2. But at the last two National Committee meetings of the SWP a majority of the CC who spoke argued that the SWP should be prepared in the future to debate with members of the BNP in the media after Nick Griffin appears on Question Time on October 22nd, thus abandoning the No Platform position.
3. A majority of NC members who spoke supported this position, despite the fact that the last NC reaffirmed No Platform for the moment.
4. The only public reference to this change of position has been a letter from John Molyneux in Socialist Worker (13th June) arguing that we should abandon the No Platform position.
5. The justification for this reversal of the SWP’s traditional stance is that the election of two BNP MEPs and the change in the policy of the BBC means that we have to change our tactics and debate with the BNP. John Molyneux argues that Gramsci had to debate with Fascists in the Italian parliament in the 1920s and that we should adopt the same tactic.
6. The BBC has never operated a No Platform policy for the BNP. The BNP have already appeared on the BBC main news, Newsnight, the Today programme, the Moral Maze and so on. The only change is to extend this policy to Question Time.
7. A large majority of people in the Metro newspaper poll supported the No Platform position. There have been letters and articles in the press from a range of people defending No Platform, including right wing Labour MP Denis McShane.
Party Council believes:
1. That the election of two BNP MEPs and the change in policy by the BBC does not mark a significant enough shift in the balance of forces between the left and the BNP to justify abandoning No Platform.
2. The return of the BNP to the streets in the guise of the English Defence League actually marks an opportunity to defend No Platform on the grounds that the BNP are really the street thugs that we always said they were.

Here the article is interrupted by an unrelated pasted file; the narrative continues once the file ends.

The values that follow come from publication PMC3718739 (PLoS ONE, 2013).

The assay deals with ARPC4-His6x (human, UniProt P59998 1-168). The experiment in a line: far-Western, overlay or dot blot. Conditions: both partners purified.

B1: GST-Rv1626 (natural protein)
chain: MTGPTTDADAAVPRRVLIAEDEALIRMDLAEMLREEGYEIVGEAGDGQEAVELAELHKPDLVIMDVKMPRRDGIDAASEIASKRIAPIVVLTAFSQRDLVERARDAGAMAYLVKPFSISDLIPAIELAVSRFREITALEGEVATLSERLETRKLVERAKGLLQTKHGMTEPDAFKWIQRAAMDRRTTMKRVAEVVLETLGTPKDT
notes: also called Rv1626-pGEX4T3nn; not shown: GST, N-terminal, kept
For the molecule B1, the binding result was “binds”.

3. The analogy with Gramsci’s situation is inaccurate. The Italian working class had seen a general strike smashed by the Fascists, left wing organisations attacked by over 2,000 fascist squads, their offices burnt out and 35 fascist MPs elected to the Italian parliament. Nothing resembling this situation exists in Britain today.
4. Labour and other mainstream parties are going along with this development for their own opportunist reasons. This will aid the BNP. If we do not defend No Platform in the media this will weaken the resistance, not strengthen it.
5. The BNP will not be beaten by ‘clever’ debates. What they want is legitimacy. If we appear with them, even if we win the argument, we lose the real battle because we add to their legitimacy. The principle at stake here is that the BNP should not be regarded as a legitimate bourgeois party.
6. If we abandon No Platform in the media it will open up the space for an attack on No Platform in the colleges and NUS, in the unions, the civil service and other public bodies. It will be much harder to ban Nazis from various professions and expel them from unions. Everyone from the BNP themselves to the liberals will say ‘if you debate them on TV, why not here?’
7. Revolutionaries will not be the main people debating the BNP. The media will choose cabinet ministers and MPs (Jack Straw is going on Question Time) and they will continue to do so whether or not we put ourselves forward to debate the BNP.
8. Maintaining the No Platform policy does not mean that we are excluded from the media. Most of the media accept that we will be interviewed, often directly after a BNP spokesperson, and do not require that we share a platform with the Nazis.
Party Council resolves:
1. That we should maintain our full No Platform for Nazis policy.
2. That we should campaign in the movement against the Nazis and in the unions to sustain this policy.